Haddonfield NJ, January 16, 2018 — Linnaeus Therapeutics, Inc. (“Linnaeus”), a privately held biopharmaceutical company focused on the development and commercialization of novel, small molecule oncology therapeutics, today announced that preclinical data from studies conducted at the University of Pennsylvania by its scientific founders was published in the journal eLife.
The paper, entitled “Activation of G protein-coupled estrogen receptor signaling inhibits melanoma and improves response to immune checkpoint blockade” was authored by Natale, et al.
For decades, research has associated female sex and a history of previous pregnancy with better outcomes after a melanoma diagnosis, but the mechanism for this protective effect has remained a mystery. This publication provides a potential explanation for this melanoma-protective effect. The mechanism is related to a cellular protein called the G protein-coupled estrogen receptor (GPER). When GPER was activated and combined with anti–PD-1 inhibitor drugs in mouse cancer models, the therapy dramatically extended survival in all animals and completely eliminated the tumor in up to 50 percent of the mice.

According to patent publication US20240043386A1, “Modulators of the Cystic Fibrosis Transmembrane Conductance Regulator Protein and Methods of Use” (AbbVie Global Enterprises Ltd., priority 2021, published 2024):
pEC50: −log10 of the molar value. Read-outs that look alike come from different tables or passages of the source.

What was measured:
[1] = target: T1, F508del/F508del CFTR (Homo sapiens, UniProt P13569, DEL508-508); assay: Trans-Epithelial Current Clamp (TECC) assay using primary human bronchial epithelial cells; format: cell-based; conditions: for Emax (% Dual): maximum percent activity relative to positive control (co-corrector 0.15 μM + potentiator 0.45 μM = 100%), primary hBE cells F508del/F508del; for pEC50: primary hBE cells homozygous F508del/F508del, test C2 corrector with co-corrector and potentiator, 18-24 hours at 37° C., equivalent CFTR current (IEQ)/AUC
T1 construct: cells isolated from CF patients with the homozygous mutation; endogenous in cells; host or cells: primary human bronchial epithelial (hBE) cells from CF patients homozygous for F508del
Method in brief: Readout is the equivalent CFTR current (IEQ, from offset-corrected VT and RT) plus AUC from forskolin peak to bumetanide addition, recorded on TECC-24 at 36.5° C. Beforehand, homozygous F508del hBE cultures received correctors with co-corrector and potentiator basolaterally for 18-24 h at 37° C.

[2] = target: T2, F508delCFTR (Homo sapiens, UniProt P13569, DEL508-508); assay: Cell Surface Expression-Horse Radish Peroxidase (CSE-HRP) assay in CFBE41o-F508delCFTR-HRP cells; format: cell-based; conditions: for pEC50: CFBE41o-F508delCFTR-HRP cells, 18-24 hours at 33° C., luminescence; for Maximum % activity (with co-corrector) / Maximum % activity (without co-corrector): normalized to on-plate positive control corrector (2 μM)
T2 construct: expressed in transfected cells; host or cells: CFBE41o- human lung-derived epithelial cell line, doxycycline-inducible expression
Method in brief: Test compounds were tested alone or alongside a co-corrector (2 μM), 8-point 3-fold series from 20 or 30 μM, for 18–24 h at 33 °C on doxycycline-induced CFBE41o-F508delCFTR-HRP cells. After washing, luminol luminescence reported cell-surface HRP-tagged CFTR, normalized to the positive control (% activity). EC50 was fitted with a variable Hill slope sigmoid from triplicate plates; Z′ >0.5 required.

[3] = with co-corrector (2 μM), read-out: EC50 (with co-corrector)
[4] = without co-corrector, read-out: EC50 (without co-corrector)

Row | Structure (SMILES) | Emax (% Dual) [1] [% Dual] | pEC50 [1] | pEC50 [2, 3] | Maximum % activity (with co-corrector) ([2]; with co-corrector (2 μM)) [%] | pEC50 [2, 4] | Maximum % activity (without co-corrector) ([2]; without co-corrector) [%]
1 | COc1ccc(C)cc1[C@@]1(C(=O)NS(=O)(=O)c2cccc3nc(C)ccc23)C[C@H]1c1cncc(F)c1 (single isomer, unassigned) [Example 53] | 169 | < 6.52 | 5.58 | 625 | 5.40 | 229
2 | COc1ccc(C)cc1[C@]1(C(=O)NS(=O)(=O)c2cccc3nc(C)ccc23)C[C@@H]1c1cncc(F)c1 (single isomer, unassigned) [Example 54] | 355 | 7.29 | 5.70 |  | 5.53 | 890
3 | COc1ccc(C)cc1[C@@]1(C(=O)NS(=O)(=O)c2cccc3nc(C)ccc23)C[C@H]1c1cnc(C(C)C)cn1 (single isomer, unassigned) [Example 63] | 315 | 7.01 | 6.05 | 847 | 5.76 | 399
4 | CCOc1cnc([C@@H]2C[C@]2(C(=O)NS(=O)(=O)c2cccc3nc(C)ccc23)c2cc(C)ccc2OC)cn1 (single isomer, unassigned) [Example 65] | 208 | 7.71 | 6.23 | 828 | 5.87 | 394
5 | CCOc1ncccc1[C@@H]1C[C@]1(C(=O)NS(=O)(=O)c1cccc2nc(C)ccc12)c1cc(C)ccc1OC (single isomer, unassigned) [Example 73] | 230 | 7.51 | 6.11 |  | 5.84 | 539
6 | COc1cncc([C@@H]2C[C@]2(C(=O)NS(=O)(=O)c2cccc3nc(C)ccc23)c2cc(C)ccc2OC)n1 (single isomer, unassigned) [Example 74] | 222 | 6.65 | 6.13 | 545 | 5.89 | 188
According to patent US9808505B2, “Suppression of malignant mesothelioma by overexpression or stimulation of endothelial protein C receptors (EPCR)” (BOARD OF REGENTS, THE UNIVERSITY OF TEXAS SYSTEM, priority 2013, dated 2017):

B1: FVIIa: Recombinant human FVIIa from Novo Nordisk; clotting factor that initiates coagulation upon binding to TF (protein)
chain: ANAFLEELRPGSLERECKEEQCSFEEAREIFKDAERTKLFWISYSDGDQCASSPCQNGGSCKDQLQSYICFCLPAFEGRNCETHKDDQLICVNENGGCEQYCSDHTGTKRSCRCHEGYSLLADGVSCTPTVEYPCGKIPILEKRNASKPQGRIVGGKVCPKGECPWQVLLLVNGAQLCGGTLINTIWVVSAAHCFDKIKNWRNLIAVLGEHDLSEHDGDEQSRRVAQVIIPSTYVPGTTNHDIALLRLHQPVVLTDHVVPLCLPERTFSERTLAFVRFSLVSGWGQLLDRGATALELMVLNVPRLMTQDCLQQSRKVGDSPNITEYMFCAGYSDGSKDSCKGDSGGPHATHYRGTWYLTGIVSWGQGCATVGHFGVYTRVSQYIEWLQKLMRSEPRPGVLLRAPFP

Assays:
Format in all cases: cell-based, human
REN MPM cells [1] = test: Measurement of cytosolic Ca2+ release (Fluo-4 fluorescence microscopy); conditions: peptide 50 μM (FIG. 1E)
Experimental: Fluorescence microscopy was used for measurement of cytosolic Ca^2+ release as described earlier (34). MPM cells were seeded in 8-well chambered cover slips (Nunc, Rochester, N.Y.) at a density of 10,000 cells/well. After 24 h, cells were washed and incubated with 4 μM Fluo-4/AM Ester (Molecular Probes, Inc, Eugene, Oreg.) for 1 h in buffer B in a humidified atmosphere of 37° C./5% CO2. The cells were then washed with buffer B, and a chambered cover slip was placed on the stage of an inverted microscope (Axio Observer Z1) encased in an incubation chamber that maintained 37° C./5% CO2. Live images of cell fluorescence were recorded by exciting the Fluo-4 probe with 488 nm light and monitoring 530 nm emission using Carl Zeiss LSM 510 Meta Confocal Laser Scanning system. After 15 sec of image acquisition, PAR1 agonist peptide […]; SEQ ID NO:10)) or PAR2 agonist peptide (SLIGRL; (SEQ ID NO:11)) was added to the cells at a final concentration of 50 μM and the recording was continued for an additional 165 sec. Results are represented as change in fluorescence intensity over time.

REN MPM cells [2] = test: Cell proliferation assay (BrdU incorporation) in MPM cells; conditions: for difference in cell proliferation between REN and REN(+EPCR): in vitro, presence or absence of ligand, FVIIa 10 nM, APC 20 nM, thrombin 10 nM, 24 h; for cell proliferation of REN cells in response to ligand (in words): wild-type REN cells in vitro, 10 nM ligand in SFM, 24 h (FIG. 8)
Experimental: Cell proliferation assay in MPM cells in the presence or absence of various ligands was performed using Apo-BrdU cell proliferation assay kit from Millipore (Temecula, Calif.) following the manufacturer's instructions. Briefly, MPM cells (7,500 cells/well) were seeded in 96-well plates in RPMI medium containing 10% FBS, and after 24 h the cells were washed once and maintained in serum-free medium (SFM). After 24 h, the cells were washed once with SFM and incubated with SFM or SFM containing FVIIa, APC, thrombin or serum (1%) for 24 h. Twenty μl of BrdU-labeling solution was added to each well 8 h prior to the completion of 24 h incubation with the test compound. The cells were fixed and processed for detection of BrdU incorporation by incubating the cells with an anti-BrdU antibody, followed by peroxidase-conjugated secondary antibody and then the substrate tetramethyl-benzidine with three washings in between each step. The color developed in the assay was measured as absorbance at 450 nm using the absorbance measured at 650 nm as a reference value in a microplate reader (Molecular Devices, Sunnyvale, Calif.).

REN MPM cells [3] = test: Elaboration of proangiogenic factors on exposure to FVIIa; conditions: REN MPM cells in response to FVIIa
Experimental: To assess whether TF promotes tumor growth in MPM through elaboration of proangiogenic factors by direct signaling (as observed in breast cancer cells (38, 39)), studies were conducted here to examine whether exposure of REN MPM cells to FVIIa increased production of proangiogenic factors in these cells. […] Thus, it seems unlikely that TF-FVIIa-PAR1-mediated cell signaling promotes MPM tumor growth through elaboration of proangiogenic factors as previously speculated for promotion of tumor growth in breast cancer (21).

“The validation of our science by the acceptance of this paper in eLife underscores the importance of the G protein estrogen receptor (“GPER”) as a therapeutic target,” said Patrick Mooney, M.D., Chief Executive Officer of Linnaeus. “This data clearly demonstrates that using LNS8801 to target GPER should have therapeutic effects in various cancers, and we are excited to move this toward human studies in the future.”
Linnaeus Therapeutics, Inc. is a privately held biopharmaceutical company focused on the development and commercialization of novel, small molecule oncology therapeutics that target a novel G protein-coupled receptor, known as GPER, or GPR30. The company was launched through the UPstart incubator at the University of Pennsylvania’s Penn Center for Innovation (PCI) Ventures. Its lead molecule, LNS8801, is in the final stages of preclinical development. The Company expects to begin its phase 1 clinical program in the summer of 2019. In addition to developing GPER agonists, Linnaeus is also currently focusing on developing small molecules that activate other G protein-coupled receptors to engage tumor-suppressive cellular signaling pathways.
Chief Executive Officer